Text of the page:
Interactive Visualization and Event Detection in Time-series Data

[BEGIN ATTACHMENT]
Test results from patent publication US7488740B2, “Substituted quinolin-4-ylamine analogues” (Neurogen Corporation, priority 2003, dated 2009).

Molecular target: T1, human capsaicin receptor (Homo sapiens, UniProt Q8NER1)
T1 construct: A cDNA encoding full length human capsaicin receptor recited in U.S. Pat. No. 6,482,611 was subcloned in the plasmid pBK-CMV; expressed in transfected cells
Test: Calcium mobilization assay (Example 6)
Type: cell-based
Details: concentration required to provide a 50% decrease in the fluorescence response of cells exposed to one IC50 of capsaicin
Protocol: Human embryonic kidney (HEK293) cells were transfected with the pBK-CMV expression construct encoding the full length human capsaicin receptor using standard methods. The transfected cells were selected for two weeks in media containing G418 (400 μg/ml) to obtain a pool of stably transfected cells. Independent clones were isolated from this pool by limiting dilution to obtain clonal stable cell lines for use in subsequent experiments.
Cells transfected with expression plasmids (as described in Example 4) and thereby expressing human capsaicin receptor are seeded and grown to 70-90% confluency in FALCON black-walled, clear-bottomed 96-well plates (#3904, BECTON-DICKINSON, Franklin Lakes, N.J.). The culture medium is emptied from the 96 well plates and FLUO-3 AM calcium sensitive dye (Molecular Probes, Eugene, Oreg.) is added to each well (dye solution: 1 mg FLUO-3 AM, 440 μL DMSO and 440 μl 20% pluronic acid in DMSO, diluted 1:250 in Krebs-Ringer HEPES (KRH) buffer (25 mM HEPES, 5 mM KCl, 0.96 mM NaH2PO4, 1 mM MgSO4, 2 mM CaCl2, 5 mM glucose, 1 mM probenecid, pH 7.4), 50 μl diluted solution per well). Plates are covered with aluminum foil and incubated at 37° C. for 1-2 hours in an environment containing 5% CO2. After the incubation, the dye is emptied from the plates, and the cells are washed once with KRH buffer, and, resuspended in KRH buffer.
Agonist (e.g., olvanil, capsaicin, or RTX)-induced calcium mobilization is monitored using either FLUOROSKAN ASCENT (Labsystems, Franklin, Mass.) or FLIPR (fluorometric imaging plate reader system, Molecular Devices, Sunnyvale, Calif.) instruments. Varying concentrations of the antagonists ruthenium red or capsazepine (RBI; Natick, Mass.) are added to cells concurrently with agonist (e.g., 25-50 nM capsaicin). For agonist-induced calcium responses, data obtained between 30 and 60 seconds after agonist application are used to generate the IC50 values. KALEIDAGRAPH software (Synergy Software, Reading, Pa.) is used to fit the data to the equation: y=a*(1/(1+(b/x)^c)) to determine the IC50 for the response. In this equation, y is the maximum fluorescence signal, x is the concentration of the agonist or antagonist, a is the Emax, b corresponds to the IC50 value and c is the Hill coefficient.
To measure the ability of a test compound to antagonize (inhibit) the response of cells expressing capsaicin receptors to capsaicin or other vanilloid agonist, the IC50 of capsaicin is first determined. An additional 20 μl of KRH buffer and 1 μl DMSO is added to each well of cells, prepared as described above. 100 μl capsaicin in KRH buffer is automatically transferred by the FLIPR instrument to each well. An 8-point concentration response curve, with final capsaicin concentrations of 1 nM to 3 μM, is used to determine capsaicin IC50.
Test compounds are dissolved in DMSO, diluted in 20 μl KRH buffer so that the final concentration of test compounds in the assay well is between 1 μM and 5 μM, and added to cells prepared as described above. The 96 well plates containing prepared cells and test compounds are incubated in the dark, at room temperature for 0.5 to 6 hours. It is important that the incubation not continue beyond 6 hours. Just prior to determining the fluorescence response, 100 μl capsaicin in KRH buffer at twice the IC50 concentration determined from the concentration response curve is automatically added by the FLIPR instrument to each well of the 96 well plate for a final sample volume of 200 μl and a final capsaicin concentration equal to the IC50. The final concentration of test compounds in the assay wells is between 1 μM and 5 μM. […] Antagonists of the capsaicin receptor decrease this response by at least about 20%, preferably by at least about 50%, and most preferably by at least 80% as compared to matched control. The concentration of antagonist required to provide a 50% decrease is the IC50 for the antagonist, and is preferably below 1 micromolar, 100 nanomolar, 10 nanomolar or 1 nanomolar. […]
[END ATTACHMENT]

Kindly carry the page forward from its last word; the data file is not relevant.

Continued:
Visualization enriches human understanding of data through visual representations across many levels, from solving domain-specific tasks to addressing generalizable problems across disciplines. To gain a comprehensive view of visualization practice in time series, this dissertation delves into two general data types: qualitative and quantitative. For each data type, we examine how visualization helps solve domain problems and the implication of such solutions in the broader context. By combining different visualizations into one coordinated view, multiple aspects of data can be shown in conjunction with one another. To this end, we present three case studies of qualitative and quantitative visualization dashboards and close with an overarching event detection framework that can be generalized beyond the specific scenarios presented in the case studies. This dissertation contributes novel visualization designs and techniques that foster interactive systems for exploratory analysis of time-series data. From the qualitative time-series visualization perspective, the field witnessed an increasing need for a method that could effectively demonstrate the progression of topics without losing the relevant context. As a result, WordStream was created to help visualize topic evolution while providing a visually appealing representation of qualitative text data. WordStream emphasizes frequent topics that emerge from the text source, especially when they fluctuate significantly. As a natural extension of WordStream to make it more applicable to a broader demographic, we developed WordStream Maker, an end-to-end platform that automatically generates WordStream visualizations with input from raw text data. This development makes it possible for users without prior programming knowledge to create WordStream with ease. We then employed WordStream in a multiplicity of contexts to explore its potential, constraints, and adaptability in different situations, which were grounded in two case studies: Earthquake Situational Analytics (EQSA) from social media and Journal Data Dashboard from educational assessments. The findings demonstrated that WordStream was intuitive, clear, and easy-to-use to explore text entries, especially words of interest. The potential of this tool can be extended for larger real-world scenarios such as text analysis of longitudinal studies. To explore the quantitative time-series visualization realm, we proceeded with a typical case of numerical log data. Recognizing the need to leverage visual representations in malware analysis, we developed MalView, an interactive visualization platform for comprehending malware behavior. This tool provided a comprehensive visualization dashboard to represent the behavioral properties of malware classes, aiming to capture the common visual signatures of these malicious applications. Several case studies showed that MalView offered additional features and information compared to several existing visualization tools to facilitate the malware analysis process, including temporal dependencies and interactions among processes. The platform was designed to offer scalability to multiple malware families and provide a useful asset for malware experts. From the lessons learned from building qualitative and quantitative visualization dashboards, we formulated an Automated Event Detection Framework that supports identifying temporal events automatically. While events can be discerned through visual inspection, the escalating complexity of data introduces challenges that necessitate automated analysis techniques. The framework utilized the underlying graph structure from time-series data to examine the relationships among entities and extract the associated event features. Based on these identified characteristics, temporal events were detected. To evaluate the effectiveness of this method, we returned to the previously presented qualitative and quantitative dashboards to apply the framework and test its usefulness and practicality. The findings demonstrated that automatic detection mechanisms supported identifying complex events beyond immediate observation, offering a potential solution to alleviate the cognitive load associated with manual visual inspection.